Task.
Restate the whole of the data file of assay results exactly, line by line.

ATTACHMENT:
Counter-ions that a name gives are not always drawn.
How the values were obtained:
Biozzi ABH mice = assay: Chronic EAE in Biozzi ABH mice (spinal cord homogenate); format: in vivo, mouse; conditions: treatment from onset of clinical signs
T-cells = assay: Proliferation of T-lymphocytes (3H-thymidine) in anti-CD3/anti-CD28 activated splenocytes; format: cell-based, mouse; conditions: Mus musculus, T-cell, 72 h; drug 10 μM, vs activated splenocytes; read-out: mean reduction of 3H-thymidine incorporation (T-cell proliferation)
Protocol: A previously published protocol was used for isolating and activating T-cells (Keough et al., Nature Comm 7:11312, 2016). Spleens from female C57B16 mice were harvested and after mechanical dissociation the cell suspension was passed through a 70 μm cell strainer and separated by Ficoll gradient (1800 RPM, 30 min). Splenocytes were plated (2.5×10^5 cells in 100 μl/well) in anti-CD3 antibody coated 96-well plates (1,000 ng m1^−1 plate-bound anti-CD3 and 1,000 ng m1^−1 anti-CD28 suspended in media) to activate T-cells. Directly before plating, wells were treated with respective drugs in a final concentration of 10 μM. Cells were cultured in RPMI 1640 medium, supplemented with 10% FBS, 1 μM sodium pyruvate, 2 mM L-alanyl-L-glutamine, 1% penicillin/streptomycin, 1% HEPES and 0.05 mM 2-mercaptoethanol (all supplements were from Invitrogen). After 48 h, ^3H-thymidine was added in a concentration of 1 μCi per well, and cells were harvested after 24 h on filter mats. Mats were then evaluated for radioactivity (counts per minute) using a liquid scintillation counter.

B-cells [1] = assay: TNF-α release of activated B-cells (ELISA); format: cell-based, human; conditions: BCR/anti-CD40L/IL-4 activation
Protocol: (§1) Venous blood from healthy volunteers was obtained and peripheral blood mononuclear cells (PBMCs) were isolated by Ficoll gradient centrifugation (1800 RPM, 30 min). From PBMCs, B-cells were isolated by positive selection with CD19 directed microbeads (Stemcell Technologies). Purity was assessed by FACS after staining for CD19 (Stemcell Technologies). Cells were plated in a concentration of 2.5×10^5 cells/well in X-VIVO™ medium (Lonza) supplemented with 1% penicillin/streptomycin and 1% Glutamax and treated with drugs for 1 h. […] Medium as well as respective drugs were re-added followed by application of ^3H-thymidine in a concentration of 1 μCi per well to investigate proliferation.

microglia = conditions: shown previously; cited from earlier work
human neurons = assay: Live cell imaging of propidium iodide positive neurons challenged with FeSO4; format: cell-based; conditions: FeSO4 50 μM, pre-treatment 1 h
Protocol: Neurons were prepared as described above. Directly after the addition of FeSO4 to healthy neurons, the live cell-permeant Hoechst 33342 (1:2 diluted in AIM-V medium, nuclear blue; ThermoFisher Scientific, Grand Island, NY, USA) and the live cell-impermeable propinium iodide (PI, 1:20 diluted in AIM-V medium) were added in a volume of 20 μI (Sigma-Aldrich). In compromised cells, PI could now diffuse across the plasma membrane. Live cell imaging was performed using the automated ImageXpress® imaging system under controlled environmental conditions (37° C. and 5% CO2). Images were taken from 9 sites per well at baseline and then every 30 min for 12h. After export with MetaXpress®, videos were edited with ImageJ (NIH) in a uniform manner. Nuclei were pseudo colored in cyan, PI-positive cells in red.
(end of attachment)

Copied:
Counter-ions that a name gives are not always drawn.
How the values were obtained:
Biozzi ABH mice = assay: Chronic EAE in Biozzi ABH mice (spinal cord homogenate); format: in vivo, mouse; conditions: treatment from onset of clinical signs
T-cells = assay: Proliferation of T-lymphocytes (3H-thymidine) in anti-CD3/anti-CD28 activated splenocytes; format: cell-based, mouse; conditions: Mus musculus, T-cell, 72 h; drug 10 μM, vs activated splenocytes; read-out: mean reduction of 3H-thymidine incorporation (T-cell proliferation)
Protocol: A previously published protocol was used for isolating and activating T-cells (Keough et al., Nature Comm 7:11312, 2016). Spleens from female C57B16 mice were harvested and after mechanical dissociation the cell suspension was passed through a 70 μm cell strainer and separated by Ficoll gradient (1800 RPM, 30 min). Splenocytes were plated (2.5×10^5 cells in 100 μl/well) in anti-CD3 antibody coated 96-well plates (1,000 ng m1^−1 plate-bound anti-CD3 and 1,000 ng m1^−1 anti-CD28 suspended in media) to activate T-cells. Directly before plating, wells were treated with respective drugs in a final concentration of 10 μM. Cells were cultured in RPMI 1640 medium, supplemented with 10% FBS, 1 μM sodium pyruvate, 2 mM L-alanyl-L-glutamine, 1% penicillin/streptomycin, 1% HEPES and 0.05 mM 2-mercaptoethanol (all supplements were from Invitrogen). After 48 h, ^3H-thymidine was added in a concentration of 1 μCi per well, and cells were harvested after 24 h on filter mats. Mats were then evaluated for radioactivity (counts per minute) using a liquid scintillation counter.

B-cells [1] = assay: TNF-α release of activated B-cells (ELISA); format: cell-based, human; conditions: BCR/anti-CD40L/IL-4 activation
Protocol: (§1) Venous blood from healthy volunteers was obtained and peripheral blood mononuclear cells (PBMCs) were isolated by Ficoll gradient centrifugation (1800 RPM, 30 min). From PBMCs, B-cells were isolated by positive selection with CD19 directed microbeads (Stemcell Technologies). Purity was assessed by FACS after staining for CD19 (Stemcell Technologies). Cells were plated in a concentration of 2.5×10^5 cells/well in X-VIVO™ medium (Lonza) supplemented with 1% penicillin/streptomycin and 1% Glutamax and treated with drugs for 1 h. […] Medium as well as respective drugs were re-added followed by application of ^3H-thymidine in a concentration of 1 μCi per well to investigate proliferation.

microglia = conditions: shown previously; cited from earlier work
human neurons = assay: Live cell imaging of propidium iodide positive neurons challenged with FeSO4; format: cell-based; conditions: FeSO4 50 μM, pre-treatment 1 h
Protocol: Neurons were prepared as described above. Directly after the addition of FeSO4 to healthy neurons, the live cell-permeant Hoechst 33342 (1:2 diluted in AIM-V medium, nuclear blue; ThermoFisher Scientific, Grand Island, NY, USA) and the live cell-impermeable propinium iodide (PI, 1:20 diluted in AIM-V medium) were added in a volume of 20 μI (Sigma-Aldrich). In compromised cells, PI could now diffuse across the plasma membrane. Live cell imaging was performed using the automated ImageXpress® imaging system under controlled environmental conditions (37° C. and 5% CO2). Images were taken from 9 sites per well at baseline and then every 30 min for 12h. After export with MetaXpress®, videos were edited with ImageJ (NIH) in a uniform manner. Nuclei were pseudo colored in cyan, PI-positive cells in red.